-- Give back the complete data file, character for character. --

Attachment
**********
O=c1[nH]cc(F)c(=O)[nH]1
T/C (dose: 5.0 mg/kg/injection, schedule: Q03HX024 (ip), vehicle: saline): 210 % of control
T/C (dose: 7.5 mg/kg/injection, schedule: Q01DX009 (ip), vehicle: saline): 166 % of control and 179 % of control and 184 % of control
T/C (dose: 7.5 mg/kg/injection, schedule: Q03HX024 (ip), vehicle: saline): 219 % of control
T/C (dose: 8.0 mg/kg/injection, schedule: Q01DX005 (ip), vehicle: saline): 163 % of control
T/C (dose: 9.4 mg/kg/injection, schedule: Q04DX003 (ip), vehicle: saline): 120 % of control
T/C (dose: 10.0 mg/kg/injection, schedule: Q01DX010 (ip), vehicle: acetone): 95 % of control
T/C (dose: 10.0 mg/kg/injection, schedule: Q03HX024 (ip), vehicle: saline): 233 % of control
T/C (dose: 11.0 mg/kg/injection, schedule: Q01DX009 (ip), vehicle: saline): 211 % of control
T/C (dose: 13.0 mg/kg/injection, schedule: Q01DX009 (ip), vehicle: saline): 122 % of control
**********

O=c1[nH]cc(F)c(=O)[nH]1
T/C (dose: 5.0 mg/kg/injection, schedule: Q03HX024 (ip), vehicle: saline): 210 % of control
T/C (dose: 7.5 mg/kg/injection, schedule: Q01DX009 (ip), vehicle: saline): 166 % of control and 179 % of control and 184 % of control
T/C (dose: 7.5 mg/kg/injection, schedule: Q03HX024 (ip), vehicle: saline): 219 % of control
T/C (dose: 8.0 mg/kg/injection, schedule: Q01DX005 (ip), vehicle: saline): 163 % of control
T/C (dose: 9.4 mg/kg/injection, schedule: Q04DX003 (ip), vehicle: saline): 120 % of control
T/C (dose: 10.0 mg/kg/injection, schedule: Q01DX010 (ip), vehicle: acetone): 95 % of control
T/C (dose: 10.0 mg/kg/injection, schedule: Q03HX024 (ip), vehicle: saline): 233 % of control
T/C (dose: 11.0 mg/kg/injection, schedule: Q01DX009 (ip), vehicle: saline): 211 % of control
T/C (dose: 13.0 mg/kg/injection, schedule: Q01DX009 (ip), vehicle: saline): 122 % of control